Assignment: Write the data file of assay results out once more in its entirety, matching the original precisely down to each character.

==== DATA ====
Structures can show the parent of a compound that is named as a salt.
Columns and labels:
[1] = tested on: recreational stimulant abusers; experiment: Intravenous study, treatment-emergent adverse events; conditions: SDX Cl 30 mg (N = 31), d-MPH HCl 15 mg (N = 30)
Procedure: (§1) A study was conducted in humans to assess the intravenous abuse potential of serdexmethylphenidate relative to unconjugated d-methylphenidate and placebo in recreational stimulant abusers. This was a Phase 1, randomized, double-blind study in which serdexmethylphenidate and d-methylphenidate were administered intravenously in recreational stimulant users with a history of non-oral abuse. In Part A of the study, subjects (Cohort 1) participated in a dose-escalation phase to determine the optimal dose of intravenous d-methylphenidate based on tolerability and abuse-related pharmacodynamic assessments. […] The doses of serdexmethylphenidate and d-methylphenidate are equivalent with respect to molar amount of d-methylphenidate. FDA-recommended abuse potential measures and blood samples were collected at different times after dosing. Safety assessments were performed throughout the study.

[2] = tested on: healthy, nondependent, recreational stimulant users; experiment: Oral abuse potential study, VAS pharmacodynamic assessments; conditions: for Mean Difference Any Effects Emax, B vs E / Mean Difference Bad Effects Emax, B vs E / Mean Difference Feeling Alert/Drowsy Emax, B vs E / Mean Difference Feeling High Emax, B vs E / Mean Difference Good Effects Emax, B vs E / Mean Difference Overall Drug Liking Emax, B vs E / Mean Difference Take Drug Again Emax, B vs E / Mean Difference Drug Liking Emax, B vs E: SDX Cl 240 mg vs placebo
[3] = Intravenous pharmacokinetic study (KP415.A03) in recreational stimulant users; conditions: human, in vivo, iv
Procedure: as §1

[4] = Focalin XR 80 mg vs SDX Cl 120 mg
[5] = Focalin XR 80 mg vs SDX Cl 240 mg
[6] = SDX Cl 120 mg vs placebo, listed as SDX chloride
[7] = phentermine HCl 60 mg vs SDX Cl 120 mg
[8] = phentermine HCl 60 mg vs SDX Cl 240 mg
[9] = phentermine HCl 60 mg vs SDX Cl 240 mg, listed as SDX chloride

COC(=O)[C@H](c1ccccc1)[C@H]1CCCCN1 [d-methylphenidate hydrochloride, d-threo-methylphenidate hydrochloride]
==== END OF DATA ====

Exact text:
Structures can show the parent of a compound that is named as a salt.
Columns and labels:
[1] = tested on: recreational stimulant abusers; experiment: Intravenous study, treatment-emergent adverse events; conditions: SDX Cl 30 mg (N = 31), d-MPH HCl 15 mg (N = 30)
Procedure: (§1) A study was conducted in humans to assess the intravenous abuse potential of serdexmethylphenidate relative to unconjugated d-methylphenidate and placebo in recreational stimulant abusers. This was a Phase 1, randomized, double-blind study in which serdexmethylphenidate and d-methylphenidate were administered intravenously in recreational stimulant users with a history of non-oral abuse. In Part A of the study, subjects (Cohort 1) participated in a dose-escalation phase to determine the optimal dose of intravenous d-methylphenidate based on tolerability and abuse-related pharmacodynamic assessments. […] The doses of serdexmethylphenidate and d-methylphenidate are equivalent with respect to molar amount of d-methylphenidate. FDA-recommended abuse potential measures and blood samples were collected at different times after dosing. Safety assessments were performed throughout the study.

[2] = tested on: healthy, nondependent, recreational stimulant users; experiment: Oral abuse potential study, VAS pharmacodynamic assessments; conditions: for Mean Difference Any Effects Emax, B vs E / Mean Difference Bad Effects Emax, B vs E / Mean Difference Feeling Alert/Drowsy Emax, B vs E / Mean Difference Feeling High Emax, B vs E / Mean Difference Good Effects Emax, B vs E / Mean Difference Overall Drug Liking Emax, B vs E / Mean Difference Take Drug Again Emax, B vs E / Mean Difference Drug Liking Emax, B vs E: SDX Cl 240 mg vs placebo
[3] = Intravenous pharmacokinetic study (KP415.A03) in recreational stimulant users; conditions: human, in vivo, iv
Procedure: as §1

[4] = Focalin XR 80 mg vs SDX Cl 120 mg
[5] = Focalin XR 80 mg vs SDX Cl 240 mg
[6] = SDX Cl 120 mg vs placebo, listed as SDX chloride
[7] = phentermine HCl 60 mg vs SDX Cl 120 mg
[8] = phentermine HCl 60 mg vs SDX Cl 240 mg
[9] = phentermine HCl 60 mg vs SDX Cl 240 mg, listed as SDX chloride

COC(=O)[C@H](c1ccccc1)[C@H]1CCCCN1 [d-methylphenidate hydrochloride, d-threo-methylphenidate hydrochloride]